It is said that 70 to 90% of languages are gradually driving to extinction. Do you think that digital technology is trying to elevate this problem of language extinction or exasperate it?
Language is a part of our culture and identity and it is an important component and heritage for every community. The EU is branded by its linguistic and multicultural diversity, and the languages spoken in EU countries are an essential part of its exquisite cultural heritage.
Unfortunately, a new study by Europe’s leading Language Technology experts warns that in this digital age most European languages are unlikely to survive. Assessing the level of support through language technology for 30 of the approximately 80 European languages, the experts conclude that digital support for 21 of the 30 languages investigated is “non-existent”, or “weak” at best. The study “Europe’s Languages in the Digital Age” was carried out by META-NET, a European network of excellence that consists of 60 research centres in 34 countries, working on the technological foundations of multilingual Europe.
What is Digital language extinction?
Digital language extinction is the fact that certain languages disappear from the digital realm as a result of a process of underrepresentation in the Internet. Linguistic underrepresentation can be managed, but imagine “linguistic extinction”! This will have a drastic impact on our future culture and society, thus language extinction will amount to the loss of intergenerational culture and identity (legacy).
Today much of language communication occurs digitally and the lack of language accessibility in digital spheres has hindered some (minority) languages.
Some observable signs of Language extinction are:
- The loss of function, seen whenever other languages take over entire functional areas such as commerce.
- The loss of prestige, especially clearly reflected in the attitudes of the younger generation.
- The loss of competence, manifested by the emergence of ‘semi-speakers’ who still understand the older generation, but adopt a drastically simplified (reanalysed) version of the grammar.
However, it is said that a language may not be completely dead until the death of its last speaker.
At present, Europe is more passionate and concern about preserving and promoting its languages than it has been before, it is concerned about digital language extinction and digital language equality (passed by the European Parliament in September 2018), it is also very interested in the idea of establishing a solid language technology base for overcoming language barriers and extinction.
For example, the ECSPM (European civil society platform for multilingualism) is one of 52 partners in a consortium of European organisations working towards the goal of digital language equality by 2030, on the basis of the European Language Equality (ELE) project which is a direct response to the resolution “Language equality in the digital age”.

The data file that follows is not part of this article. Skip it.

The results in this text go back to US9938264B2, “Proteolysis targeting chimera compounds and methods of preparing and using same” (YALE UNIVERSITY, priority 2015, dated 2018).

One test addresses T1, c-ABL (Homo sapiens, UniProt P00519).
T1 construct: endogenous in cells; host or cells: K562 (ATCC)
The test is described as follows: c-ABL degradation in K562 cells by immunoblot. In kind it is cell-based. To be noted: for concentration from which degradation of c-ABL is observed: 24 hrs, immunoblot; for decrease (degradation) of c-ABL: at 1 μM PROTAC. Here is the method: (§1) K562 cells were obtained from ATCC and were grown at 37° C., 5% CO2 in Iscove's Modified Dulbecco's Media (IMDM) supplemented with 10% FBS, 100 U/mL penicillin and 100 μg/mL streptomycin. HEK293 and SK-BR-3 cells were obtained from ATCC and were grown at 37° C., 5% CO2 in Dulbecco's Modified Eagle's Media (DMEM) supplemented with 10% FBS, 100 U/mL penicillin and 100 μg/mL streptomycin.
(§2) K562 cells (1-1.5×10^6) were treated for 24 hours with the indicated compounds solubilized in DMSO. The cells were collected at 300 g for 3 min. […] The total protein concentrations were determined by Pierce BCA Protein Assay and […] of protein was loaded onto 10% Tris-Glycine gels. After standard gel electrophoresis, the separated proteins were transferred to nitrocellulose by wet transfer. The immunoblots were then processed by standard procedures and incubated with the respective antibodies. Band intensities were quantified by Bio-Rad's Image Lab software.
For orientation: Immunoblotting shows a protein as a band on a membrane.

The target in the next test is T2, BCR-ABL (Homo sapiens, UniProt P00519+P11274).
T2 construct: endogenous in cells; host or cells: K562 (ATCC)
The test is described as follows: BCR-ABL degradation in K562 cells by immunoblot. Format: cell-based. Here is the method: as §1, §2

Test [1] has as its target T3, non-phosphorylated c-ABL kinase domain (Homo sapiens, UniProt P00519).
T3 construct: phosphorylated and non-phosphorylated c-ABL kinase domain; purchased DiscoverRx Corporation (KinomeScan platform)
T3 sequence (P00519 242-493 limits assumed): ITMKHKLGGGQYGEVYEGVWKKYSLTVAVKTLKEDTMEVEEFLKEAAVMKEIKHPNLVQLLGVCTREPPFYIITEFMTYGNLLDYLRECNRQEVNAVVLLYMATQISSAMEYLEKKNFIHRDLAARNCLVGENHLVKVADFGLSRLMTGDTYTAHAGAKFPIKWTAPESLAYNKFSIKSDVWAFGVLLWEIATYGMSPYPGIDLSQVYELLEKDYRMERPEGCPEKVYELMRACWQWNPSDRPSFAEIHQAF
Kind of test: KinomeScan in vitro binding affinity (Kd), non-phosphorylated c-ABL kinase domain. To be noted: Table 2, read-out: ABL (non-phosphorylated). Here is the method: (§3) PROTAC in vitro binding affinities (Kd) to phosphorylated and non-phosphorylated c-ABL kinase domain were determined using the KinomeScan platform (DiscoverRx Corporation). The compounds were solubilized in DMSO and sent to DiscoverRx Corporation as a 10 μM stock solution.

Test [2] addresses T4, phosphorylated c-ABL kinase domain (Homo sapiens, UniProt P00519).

The ELE project, which started on 1 January 2021 and will end in June 2022, closely collaborates with the European Language Grid (ELG) that will strengthen the commercial European Language Technology landscape, offering powerful multilingual, cross-lingual and monolingual technologies, ELG will contribute to the emergence of a truly connected, language-crossing Multilingual Digital Single Market.
Prof. Dr. Annette Schavan (German Minister of Education and Research)
“Europe’s inherent multilingualism and our scientific expertise are the perfect prerequisites for significantly advancing the challenge that language technology poses. META-NET opens up new opportunities for the development of ubiquitous multilingual technologies.”
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ECSPM. 2022. European Language Equality. [ONLINE] Available at: https://ecspm.org/. [Accessed 8 April 2022].
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Utrecht University. 2022. Many European languages in danger of digital extinction – News – Utrecht University. [ONLINE] Available at: https://www.uu.nl/en/news/many-european-languages-in-danger-of-digital-extinction. [Accessed 08 April 2022].
Written by Alice Ako Achuo
She is a study Visitor in Communication at the Terminology Coordination Unit of the European Parliament (Luxembourg) and currently enrolled in the Master in Learning and Communication in Multilingual and Multicultural Contexts at the University of Luxembourg. She holds a Bachelor’s degree in Social Communication from the University of Douala-Cameroon. She has worked in communication and media-related fields. She speaks French, and English and she is currently learning German.